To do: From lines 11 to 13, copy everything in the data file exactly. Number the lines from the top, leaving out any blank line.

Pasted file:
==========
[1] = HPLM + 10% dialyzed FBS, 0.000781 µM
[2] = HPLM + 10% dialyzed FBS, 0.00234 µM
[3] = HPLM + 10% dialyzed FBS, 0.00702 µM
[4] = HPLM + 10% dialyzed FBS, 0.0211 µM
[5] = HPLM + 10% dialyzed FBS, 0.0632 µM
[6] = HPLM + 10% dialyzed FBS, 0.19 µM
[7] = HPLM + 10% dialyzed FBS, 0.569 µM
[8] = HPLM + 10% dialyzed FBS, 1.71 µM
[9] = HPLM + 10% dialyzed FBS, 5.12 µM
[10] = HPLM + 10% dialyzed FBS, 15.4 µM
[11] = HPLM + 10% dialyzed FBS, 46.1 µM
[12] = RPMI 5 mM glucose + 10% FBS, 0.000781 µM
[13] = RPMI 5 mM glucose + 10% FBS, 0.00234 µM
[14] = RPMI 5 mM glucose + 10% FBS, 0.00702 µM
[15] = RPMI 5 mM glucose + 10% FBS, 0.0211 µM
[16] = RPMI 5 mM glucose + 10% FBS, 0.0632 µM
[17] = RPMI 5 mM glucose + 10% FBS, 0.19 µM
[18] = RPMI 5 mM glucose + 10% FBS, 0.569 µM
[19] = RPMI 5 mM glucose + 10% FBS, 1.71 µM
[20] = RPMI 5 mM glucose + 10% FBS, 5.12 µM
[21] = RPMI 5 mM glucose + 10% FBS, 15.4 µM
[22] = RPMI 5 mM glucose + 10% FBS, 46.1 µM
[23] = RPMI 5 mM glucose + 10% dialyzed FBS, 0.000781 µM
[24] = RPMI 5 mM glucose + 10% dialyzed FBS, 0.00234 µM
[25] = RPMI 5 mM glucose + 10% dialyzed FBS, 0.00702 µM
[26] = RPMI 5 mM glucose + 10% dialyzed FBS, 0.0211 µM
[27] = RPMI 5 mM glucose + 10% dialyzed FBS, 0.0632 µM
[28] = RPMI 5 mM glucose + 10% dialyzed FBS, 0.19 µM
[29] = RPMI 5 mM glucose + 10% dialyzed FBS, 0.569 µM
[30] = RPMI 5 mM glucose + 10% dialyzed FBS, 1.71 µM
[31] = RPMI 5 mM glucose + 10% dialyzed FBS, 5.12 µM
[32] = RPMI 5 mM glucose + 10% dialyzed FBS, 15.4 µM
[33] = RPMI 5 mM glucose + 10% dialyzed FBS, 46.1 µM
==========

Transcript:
[11] = HPLM + 10% dialyzed FBS, 46.1 µM
[12] = RPMI 5 mM glucose + 10% FBS, 0.000781 µM
[13] = RPMI 5 mM glucose + 10% FBS, 0.00234 µM